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2 min read

Elemental Impurities USP: The Risk-Based Approach

The U.S. Pharmacopeia (USP) intends to remove the existing wet chemistry heavy metals methods outlined in USP General Chapter <231> by January 2018. Although the existing wet chemistry methods have been in effect for nearly 100 years, the methods are non-specific and frequently fail to detect or underestimate the presence of some toxic elements that are potentially present in pharmaceutical ingredients. The USP requires Plasma Spectrometry (ICP-MS or ICP-OES) as the technique to screen and/or accurately quantitate the presence of any elemental impurities of interest.  From a compliance perspective, the new guidance for elemental impurities (USP<232>and ICH Q3D) only applies to the drug product.  There are currently two strategies to meet the requirements for elemental impurities, with the first being a risk-based approach.

ICH Q3D and FDA advocate the use of a risk-based approach for assessing and controlling the potential presence of elemental impurities in drug products and is the preferred filing strategy by regulatory agencies.

Manufacturers should consider all potential sources of elemental impurities, such as elements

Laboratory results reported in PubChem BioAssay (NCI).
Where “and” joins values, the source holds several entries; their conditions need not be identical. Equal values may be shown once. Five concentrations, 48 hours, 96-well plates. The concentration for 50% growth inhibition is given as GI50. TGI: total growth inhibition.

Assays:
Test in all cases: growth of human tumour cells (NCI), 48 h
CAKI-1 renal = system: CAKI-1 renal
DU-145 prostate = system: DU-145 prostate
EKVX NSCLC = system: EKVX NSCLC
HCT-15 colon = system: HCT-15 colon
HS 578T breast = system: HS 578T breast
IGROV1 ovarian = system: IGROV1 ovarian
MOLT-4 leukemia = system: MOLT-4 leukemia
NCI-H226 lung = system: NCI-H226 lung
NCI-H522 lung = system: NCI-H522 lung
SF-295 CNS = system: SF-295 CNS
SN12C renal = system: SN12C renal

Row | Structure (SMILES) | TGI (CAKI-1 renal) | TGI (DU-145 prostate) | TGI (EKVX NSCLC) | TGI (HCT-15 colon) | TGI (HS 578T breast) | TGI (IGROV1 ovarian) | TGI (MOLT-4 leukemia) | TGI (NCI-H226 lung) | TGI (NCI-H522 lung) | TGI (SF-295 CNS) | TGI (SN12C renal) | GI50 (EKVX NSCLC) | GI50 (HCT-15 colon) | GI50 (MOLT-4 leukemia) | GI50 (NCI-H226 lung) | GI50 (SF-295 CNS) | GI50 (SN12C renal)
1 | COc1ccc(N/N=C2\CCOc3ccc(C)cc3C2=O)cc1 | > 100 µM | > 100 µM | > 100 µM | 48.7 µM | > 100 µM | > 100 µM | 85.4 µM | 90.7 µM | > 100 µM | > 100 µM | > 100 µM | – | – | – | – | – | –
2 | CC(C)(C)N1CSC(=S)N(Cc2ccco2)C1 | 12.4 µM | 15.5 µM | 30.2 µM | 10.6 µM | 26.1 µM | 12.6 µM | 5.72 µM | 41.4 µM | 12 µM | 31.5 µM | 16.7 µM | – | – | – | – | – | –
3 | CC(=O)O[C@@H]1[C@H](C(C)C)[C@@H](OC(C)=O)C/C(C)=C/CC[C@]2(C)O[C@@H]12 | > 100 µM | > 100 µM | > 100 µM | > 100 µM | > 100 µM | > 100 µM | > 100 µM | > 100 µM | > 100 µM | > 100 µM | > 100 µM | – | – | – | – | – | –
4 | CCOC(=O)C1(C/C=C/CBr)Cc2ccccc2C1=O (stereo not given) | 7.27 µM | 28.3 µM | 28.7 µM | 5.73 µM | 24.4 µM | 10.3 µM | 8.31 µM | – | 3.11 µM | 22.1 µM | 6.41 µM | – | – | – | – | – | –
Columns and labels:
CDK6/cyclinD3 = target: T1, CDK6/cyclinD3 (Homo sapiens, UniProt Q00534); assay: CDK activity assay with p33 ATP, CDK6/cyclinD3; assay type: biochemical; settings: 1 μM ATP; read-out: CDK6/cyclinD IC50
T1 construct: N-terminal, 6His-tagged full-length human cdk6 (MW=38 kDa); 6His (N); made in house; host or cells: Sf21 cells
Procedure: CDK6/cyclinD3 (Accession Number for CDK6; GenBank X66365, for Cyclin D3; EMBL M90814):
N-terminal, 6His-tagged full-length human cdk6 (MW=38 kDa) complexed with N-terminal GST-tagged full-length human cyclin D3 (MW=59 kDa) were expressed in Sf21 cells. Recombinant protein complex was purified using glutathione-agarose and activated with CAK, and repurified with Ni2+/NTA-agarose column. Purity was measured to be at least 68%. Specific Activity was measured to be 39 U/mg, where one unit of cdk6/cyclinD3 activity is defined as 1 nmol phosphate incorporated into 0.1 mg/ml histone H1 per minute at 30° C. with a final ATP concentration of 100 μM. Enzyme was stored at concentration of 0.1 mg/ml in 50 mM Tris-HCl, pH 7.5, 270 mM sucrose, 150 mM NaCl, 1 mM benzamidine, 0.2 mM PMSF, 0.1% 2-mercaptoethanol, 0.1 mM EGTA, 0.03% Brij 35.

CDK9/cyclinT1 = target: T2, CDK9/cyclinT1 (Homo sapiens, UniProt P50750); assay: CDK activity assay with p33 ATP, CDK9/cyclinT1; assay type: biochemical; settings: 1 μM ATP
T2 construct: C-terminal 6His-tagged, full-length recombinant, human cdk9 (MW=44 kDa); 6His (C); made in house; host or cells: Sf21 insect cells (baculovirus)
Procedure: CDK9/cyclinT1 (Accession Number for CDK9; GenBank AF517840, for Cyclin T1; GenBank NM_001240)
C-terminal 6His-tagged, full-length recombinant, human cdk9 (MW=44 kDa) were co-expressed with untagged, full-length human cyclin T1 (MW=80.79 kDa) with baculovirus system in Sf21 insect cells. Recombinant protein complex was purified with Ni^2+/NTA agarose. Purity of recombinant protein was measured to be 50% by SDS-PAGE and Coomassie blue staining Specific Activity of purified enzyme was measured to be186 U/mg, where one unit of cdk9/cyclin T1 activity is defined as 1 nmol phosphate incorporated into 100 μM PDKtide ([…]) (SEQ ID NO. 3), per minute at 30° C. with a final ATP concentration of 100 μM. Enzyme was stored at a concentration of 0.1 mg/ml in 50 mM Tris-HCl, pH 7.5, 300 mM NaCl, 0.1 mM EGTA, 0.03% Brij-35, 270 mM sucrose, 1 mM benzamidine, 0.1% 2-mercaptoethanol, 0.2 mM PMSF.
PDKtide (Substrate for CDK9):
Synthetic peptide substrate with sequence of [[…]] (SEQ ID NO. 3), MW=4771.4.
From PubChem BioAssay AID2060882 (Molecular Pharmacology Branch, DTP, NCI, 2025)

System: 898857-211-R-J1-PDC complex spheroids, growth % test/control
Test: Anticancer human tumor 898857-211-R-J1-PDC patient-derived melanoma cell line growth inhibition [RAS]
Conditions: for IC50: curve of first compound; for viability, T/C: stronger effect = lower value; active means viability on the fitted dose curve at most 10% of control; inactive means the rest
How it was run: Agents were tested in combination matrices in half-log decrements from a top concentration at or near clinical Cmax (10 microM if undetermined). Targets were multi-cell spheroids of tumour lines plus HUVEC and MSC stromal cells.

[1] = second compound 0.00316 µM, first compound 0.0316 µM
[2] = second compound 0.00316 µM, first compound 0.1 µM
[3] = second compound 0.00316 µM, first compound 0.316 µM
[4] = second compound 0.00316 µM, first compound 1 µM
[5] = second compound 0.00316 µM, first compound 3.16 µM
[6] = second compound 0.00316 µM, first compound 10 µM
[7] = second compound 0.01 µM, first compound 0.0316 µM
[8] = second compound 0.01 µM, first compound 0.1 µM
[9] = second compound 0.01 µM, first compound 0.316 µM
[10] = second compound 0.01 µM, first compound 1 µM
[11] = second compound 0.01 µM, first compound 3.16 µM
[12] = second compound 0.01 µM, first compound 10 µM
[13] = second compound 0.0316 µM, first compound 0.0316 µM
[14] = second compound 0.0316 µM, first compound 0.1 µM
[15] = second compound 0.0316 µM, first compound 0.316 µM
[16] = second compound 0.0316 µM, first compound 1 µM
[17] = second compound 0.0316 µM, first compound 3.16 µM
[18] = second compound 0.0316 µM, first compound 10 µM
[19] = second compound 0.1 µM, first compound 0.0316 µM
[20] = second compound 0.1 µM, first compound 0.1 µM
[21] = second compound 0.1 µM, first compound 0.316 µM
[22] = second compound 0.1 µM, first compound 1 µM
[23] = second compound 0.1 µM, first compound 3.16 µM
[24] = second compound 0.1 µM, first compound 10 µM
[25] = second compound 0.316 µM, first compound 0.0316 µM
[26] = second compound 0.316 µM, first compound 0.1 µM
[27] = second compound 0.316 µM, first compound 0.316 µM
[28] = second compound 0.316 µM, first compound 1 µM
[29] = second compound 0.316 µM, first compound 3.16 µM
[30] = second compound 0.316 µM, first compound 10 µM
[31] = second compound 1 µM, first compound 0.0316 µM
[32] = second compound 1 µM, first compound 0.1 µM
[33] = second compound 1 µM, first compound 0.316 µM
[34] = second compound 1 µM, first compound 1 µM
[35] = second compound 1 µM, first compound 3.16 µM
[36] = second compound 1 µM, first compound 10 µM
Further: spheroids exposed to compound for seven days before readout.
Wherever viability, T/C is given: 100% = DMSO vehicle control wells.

intentionally added (catalysts), elements potentially present in the materials used to prepare drug product, and elements potentially introduced from manufacturing equipment or container closure systems. Manufacturers should then evaluate each elemental impurity likely to be present in the drug product determining the observed level of the elemental impurities and comparing it with the established Permitted Daily Exposure (PDE). If the risk assessment test results demonstrate that the elemental impurity levels are consistently less than the control threshold for all lots tested (defined as being 30% of established PDE in at least three lots of drug product [three registration batches or six pilot batches]), then no testing may be required for future manufactured batches.

Manufacturers should include a summary of the risk assessment in the documentation related to the control of elemental impurities. Alcami’s recommendation for risk assessment is to analyze three lots of the drug substance, three lots of two to three major excipients (plus any excipient of mining origin if >5% in the formulation), and three lots of drug product.  The Alcami risk assessment method demonstrates linearity, accuracy, precision, and sensitivity by performing limited validation studies (regulatory requires that the method for risk assessment should be validated, but the extent of validation and acceptance criteria will depend on the analytical procedure’s intended use).

  • Elements should be at a minimum those required by the ICH/USP
  • Linearity is part of system suitability
  • Accuracy/precision demonstrated by recovery single preparation at 3 levels [30%, 100%, and 200% of limit (option 1 or calculated)].  Acceptance criteria for recovery is 70 – 150%, for precision the %RSD of recovery results from all levels combined is NMT 20%
  • Sensitivity is demonstrated at 30% of the limit
  • At the client’s request, Alcami can provide a risk assessment report to support the FDA filing

1 min read

Elemental Impurities: Updated Regulatory Requirements

In 2013, the International Conference on Harmonization (ICH) approved ICH Q3D, a Guideline for Elemental Impurities, which replaced wet chemistry...

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